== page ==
I got up at 6, and after coffee and a shower, tried the window again. I went to my "new cafe" around the corner for a couple cappucini, and bought some pastries to bring to my teacher, Andrea's house. He arrived at my apartment shortly after 9 and immediately solved my door problem. There are 3 positions: down is locked, up makes a window, and left makes it a door. I had tried all of these (and everything in-between), but the mechanism is a little tricky and needed oil. He opened it on the first try! Problem solved. But like a good teacher, he made me practice, and also try it on the bedroom doors. La mia finestra e una porta adesso! (My window is a door now!) It really is so simple, but made me so crazy.
We walked to Via Farini and took bus 11 to another stop beyond the train station, then took bus 25 to a block from Andrea's house.It is a very nice townhouse with front yard and a nice garden and covered terrace.
I was greeted warmly by Andrea's lovely wife, Daniela. I also met Andrea's colleague, Anna, and her student, Kathy, an interpreter from Hungary. After a cup of coffee, the other pair went upstairs for their lesson, and I showed Andrea and Daniela 2 photo books I brought of Brad, Ego, and my life in Palm Desert. He was assessing my skills. Good and bad news: I have a few bad habits, (like saying "tutti", when it should be "tutto", and occasionally throwing in a word of my mom's dialect. Andrea thought I had a good vocabulary and amazing comprehension.
Andrea is a very kind and patient teacher. We talk completely in Italian, and he corrects me in a calm mannor. (I can ask a clarification question if necessary in English.) I am not stressed, and I feel confident that I will learn a LOT in 3 weeks. We began with basic grammar and verbs. We did drills with repetition, read a paragraph in Italian, then he asked me questions about each sentence in the story, then retold the story making it about me, etc. I did some reading as well. My head was swimming after 3 hours. I took lots of notes, he writes things down for me and has handouts. We do not use a book. My homework is to review what we did today, and memorize some verbs in all their forms.
Another student, Lisa, from New York arrived before lunch, and we had a chance to chat. The three students:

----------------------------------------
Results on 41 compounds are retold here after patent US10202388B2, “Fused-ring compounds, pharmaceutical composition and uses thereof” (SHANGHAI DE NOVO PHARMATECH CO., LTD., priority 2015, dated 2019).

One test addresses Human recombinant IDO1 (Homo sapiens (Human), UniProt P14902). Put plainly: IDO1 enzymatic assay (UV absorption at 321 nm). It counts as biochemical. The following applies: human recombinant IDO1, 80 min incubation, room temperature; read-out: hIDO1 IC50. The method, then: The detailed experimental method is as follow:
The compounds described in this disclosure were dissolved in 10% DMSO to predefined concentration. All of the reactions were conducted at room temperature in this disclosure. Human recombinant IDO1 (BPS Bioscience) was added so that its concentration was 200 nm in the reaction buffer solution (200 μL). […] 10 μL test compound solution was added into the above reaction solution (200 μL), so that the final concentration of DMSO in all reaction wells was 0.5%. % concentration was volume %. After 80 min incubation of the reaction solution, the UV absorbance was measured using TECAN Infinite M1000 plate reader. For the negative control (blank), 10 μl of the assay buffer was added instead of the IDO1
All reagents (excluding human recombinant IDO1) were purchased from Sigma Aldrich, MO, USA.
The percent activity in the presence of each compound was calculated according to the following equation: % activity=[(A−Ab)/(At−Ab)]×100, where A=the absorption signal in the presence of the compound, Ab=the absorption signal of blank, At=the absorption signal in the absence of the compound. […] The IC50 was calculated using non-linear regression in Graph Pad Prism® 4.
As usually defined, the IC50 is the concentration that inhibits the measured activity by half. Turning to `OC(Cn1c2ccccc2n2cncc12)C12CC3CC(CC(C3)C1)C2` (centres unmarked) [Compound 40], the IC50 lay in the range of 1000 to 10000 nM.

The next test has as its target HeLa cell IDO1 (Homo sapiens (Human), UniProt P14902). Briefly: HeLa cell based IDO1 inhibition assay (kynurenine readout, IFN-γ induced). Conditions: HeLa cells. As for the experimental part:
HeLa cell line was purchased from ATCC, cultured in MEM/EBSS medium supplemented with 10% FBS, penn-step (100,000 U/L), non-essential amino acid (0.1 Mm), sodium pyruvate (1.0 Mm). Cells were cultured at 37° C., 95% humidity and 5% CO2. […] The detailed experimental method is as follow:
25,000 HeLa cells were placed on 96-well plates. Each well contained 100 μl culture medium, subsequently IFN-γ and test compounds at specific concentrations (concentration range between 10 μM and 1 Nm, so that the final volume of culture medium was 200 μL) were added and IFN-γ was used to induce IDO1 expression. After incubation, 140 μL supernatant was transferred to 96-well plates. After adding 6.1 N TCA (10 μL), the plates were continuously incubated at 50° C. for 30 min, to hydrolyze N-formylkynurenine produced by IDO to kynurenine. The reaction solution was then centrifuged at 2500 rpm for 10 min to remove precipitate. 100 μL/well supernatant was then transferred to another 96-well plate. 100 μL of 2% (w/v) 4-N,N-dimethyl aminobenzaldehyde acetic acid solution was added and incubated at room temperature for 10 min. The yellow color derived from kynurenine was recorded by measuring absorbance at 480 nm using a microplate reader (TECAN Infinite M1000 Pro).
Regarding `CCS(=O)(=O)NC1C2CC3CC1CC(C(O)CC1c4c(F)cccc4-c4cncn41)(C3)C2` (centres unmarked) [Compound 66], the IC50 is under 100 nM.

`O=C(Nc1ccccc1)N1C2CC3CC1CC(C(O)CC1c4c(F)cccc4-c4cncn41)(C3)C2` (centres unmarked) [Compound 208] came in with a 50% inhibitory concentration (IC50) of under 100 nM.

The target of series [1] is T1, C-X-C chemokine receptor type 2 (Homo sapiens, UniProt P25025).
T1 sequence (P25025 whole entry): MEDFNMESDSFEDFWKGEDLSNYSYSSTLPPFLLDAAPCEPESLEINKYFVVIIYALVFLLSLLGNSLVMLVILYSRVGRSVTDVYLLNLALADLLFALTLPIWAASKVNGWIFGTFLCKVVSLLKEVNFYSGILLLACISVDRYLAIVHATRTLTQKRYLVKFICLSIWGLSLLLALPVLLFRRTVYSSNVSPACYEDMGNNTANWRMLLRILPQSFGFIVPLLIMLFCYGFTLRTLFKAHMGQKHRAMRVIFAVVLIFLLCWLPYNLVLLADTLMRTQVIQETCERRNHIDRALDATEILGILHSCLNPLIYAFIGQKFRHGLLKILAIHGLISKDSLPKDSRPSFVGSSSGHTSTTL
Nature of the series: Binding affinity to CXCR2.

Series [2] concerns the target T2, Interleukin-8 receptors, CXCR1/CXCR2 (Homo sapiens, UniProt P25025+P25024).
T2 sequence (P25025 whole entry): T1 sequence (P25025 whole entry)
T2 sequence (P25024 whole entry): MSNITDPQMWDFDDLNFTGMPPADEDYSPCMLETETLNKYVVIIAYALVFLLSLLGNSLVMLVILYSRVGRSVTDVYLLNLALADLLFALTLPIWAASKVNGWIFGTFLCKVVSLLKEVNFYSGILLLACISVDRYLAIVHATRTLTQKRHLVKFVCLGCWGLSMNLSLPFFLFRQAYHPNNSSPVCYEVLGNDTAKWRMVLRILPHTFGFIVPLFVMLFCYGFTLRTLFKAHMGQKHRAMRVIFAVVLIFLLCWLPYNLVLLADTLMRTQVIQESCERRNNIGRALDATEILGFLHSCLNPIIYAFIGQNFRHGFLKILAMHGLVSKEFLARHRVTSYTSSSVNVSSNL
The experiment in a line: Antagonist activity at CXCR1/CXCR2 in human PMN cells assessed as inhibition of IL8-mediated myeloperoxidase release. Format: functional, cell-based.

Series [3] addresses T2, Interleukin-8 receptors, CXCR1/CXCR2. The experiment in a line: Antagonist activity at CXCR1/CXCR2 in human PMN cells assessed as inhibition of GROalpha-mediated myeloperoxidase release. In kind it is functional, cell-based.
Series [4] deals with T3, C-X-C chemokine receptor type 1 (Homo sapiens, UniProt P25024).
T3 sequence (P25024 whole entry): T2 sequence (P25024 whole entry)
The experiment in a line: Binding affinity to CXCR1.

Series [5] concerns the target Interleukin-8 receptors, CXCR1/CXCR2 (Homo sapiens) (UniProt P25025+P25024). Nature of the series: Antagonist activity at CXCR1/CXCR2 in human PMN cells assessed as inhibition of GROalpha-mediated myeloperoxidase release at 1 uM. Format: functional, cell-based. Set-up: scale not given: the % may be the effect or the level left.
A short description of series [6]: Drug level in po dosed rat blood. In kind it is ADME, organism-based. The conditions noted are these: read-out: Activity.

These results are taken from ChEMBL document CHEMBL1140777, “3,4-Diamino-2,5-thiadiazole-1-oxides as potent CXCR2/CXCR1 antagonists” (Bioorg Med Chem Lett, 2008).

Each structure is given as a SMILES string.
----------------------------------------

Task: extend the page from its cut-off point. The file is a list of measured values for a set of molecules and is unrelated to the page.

Andrea and his colleague, Anna
Soon, lunch was ready.
We all enjoyed Daniela's delicious pranzo: tagliatelle with ragu Bolognese, invotini of veal, stuffed with cheese and prosciutto in a sauce with roasted peppers and cream, roasted veggies, bread and salad.
Afterwards, we had cheeses with fig jam, cactus jelly I brought, and dates from Palm Desert with coffee.
After lunch, Andrea took Kathy and I for an excursion into the hills outside of Bologna.
We visited a small borgo in the Parco Regionale where we saw an beautiful old abbey, Abbazia di Monteveglio.
Inside is a church on two levels, that was very simple, yet moving. A stone staircase goes up to the top level and second altar. Simple arches form small nooks. Behind the church is a cloister, where Franciscan brothers live and work. It was very charming, The borgo has a restaurant, a B&B, an old chapel, and a few small houses.
On the way back, we stopped at a couple of roadside fruit stands for fresh
local strawberries and cherries. Andrea dropped me off a block from my apartment. after 6. It was a long day, and I was exhausted. I stopped in my neighborhood for a few grocery supplies, as I didn't want dinner. I picked up some cheese, salami, proscuitto, wine and crackers.
I was carrying my large Palmabella's Italy bag, my big purse, all my papers and a book, my sweater, and now I had a grocery bag. I didn't want to make a trip with all the various locks and keys (3) up the stairs to the apartment until I stopped at the tabacchi for phone minutes, called Brad, and got gelato-to-go. I asked the salami guy if there was a restroom. He took me in the back, through a wine bar, to his rest room. I THOUGHT he said, "I will close this door, and no one will come in", but apparently he said, "non chuisa la porta, no one will come in". Yes, I used the restroom, and was locked in! The doorknob came off in my hand, screws and all. I knocked, I waited, I chuckled. I yelled, "Scuzi!" He had closed the door from the Enoteca, so he couldn't hear me knocking and yelling for 10 minutes. Finally he came to see if I was ok. I was very calm, and knew he would come looking for me. It was actually kind of funny. What is it with me and doors in Italy?